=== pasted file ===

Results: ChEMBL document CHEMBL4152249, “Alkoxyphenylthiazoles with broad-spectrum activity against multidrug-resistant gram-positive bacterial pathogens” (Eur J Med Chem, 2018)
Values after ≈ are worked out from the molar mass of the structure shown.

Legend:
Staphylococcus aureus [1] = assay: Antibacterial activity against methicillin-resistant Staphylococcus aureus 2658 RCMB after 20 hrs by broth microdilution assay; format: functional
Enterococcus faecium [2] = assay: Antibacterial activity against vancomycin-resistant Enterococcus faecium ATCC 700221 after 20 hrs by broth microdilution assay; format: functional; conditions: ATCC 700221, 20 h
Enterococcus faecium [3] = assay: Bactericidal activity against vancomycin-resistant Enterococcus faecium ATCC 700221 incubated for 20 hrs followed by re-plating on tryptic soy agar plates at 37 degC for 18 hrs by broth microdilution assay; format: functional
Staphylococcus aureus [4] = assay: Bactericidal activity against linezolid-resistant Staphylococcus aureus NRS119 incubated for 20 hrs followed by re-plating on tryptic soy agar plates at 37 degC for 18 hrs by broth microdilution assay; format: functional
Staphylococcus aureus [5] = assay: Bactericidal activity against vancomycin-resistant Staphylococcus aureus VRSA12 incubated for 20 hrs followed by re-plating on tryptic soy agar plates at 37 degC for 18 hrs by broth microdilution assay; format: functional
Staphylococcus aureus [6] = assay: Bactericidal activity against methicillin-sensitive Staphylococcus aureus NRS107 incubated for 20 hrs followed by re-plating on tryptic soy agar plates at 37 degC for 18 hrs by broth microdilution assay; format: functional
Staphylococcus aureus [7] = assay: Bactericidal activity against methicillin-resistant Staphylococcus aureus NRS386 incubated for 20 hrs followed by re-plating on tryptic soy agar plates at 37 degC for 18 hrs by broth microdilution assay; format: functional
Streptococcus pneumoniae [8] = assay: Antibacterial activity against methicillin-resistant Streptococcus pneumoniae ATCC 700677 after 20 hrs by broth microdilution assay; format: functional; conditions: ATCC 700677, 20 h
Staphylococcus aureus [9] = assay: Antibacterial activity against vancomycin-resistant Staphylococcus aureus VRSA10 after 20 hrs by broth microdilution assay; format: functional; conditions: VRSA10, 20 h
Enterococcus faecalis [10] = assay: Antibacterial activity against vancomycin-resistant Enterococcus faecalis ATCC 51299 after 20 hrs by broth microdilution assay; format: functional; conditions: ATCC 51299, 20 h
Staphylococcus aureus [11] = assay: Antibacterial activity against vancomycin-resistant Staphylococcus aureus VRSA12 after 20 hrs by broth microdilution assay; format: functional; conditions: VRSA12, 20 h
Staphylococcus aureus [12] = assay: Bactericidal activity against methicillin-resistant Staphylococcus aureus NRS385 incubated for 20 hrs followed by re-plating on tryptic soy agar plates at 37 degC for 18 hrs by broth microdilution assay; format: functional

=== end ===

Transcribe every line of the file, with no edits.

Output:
Results: ChEMBL document CHEMBL4152249, “Alkoxyphenylthiazoles with broad-spectrum activity against multidrug-resistant gram-positive bacterial pathogens” (Eur J Med Chem, 2018)
Values after ≈ are worked out from the molar mass of the structure shown.

Legend:
Staphylococcus aureus [1] = assay: Antibacterial activity against methicillin-resistant Staphylococcus aureus 2658 RCMB after 20 hrs by broth microdilution assay; format: functional
Enterococcus faecium [2] = assay: Antibacterial activity against vancomycin-resistant Enterococcus faecium ATCC 700221 after 20 hrs by broth microdilution assay; format: functional; conditions: ATCC 700221, 20 h
Enterococcus faecium [3] = assay: Bactericidal activity against vancomycin-resistant Enterococcus faecium ATCC 700221 incubated for 20 hrs followed by re-plating on tryptic soy agar plates at 37 degC for 18 hrs by broth microdilution assay; format: functional
Staphylococcus aureus [4] = assay: Bactericidal activity against linezolid-resistant Staphylococcus aureus NRS119 incubated for 20 hrs followed by re-plating on tryptic soy agar plates at 37 degC for 18 hrs by broth microdilution assay; format: functional
Staphylococcus aureus [5] = assay: Bactericidal activity against vancomycin-resistant Staphylococcus aureus VRSA12 incubated for 20 hrs followed by re-plating on tryptic soy agar plates at 37 degC for 18 hrs by broth microdilution assay; format: functional
Staphylococcus aureus [6] = assay: Bactericidal activity against methicillin-sensitive Staphylococcus aureus NRS107 incubated for 20 hrs followed by re-plating on tryptic soy agar plates at 37 degC for 18 hrs by broth microdilution assay; format: functional
Staphylococcus aureus [7] = assay: Bactericidal activity against methicillin-resistant Staphylococcus aureus NRS386 incubated for 20 hrs followed by re-plating on tryptic soy agar plates at 37 degC for 18 hrs by broth microdilution assay; format: functional
Streptococcus pneumoniae [8] = assay: Antibacterial activity against methicillin-resistant Streptococcus pneumoniae ATCC 700677 after 20 hrs by broth microdilution assay; format: functional; conditions: ATCC 700677, 20 h
Staphylococcus aureus [9] = assay: Antibacterial activity against vancomycin-resistant Staphylococcus aureus VRSA10 after 20 hrs by broth microdilution assay; format: functional; conditions: VRSA10, 20 h
Enterococcus faecalis [10] = assay: Antibacterial activity against vancomycin-resistant Enterococcus faecalis ATCC 51299 after 20 hrs by broth microdilution assay; format: functional; conditions: ATCC 51299, 20 h
Staphylococcus aureus [11] = assay: Antibacterial activity against vancomycin-resistant Staphylococcus aureus VRSA12 after 20 hrs by broth microdilution assay; format: functional; conditions: VRSA12, 20 h
Staphylococcus aureus [12] = assay: Bactericidal activity against methicillin-resistant Staphylococcus aureus NRS385 incubated for 20 hrs followed by re-plating on tryptic soy agar plates at 37 degC for 18 hrs by broth microdilution assay; format: functional